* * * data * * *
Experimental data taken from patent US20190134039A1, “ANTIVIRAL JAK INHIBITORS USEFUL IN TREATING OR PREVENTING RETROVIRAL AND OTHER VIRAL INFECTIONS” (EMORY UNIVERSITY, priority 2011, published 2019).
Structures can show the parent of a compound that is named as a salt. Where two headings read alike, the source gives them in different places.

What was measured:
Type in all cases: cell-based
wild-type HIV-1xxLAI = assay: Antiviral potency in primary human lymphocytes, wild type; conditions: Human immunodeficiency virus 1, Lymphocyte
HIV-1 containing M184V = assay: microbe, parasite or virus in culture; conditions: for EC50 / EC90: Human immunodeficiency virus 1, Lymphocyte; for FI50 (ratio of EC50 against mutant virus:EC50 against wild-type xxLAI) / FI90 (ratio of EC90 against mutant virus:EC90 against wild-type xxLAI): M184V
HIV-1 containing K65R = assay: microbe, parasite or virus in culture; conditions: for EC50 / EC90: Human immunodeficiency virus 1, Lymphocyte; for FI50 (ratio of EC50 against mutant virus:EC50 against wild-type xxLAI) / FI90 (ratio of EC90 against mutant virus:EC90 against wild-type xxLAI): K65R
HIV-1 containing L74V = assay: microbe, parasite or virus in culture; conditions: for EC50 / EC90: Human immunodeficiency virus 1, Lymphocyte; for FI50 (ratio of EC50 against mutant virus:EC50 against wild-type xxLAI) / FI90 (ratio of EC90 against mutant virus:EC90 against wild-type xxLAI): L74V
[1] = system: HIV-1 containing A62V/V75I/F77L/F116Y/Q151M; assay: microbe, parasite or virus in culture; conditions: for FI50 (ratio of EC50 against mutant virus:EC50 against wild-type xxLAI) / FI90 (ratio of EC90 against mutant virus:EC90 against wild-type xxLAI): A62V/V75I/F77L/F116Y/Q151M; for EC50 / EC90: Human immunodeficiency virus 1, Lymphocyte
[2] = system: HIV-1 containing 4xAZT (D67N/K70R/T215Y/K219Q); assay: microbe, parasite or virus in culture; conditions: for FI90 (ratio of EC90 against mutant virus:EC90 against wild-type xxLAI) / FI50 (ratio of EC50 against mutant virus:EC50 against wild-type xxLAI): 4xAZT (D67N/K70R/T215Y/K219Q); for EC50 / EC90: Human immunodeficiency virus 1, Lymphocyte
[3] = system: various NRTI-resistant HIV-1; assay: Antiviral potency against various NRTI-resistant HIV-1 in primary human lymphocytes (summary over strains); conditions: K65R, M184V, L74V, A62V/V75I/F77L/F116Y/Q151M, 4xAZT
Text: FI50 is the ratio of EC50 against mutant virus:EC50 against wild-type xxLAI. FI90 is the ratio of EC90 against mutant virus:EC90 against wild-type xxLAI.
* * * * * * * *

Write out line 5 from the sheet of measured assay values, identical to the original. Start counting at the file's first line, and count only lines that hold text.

wild-type HIV-1xxLAI = assay: Antiviral potency in primary human lymphocytes, wild type; conditions: Human immunodeficiency virus 1, Lymphocyte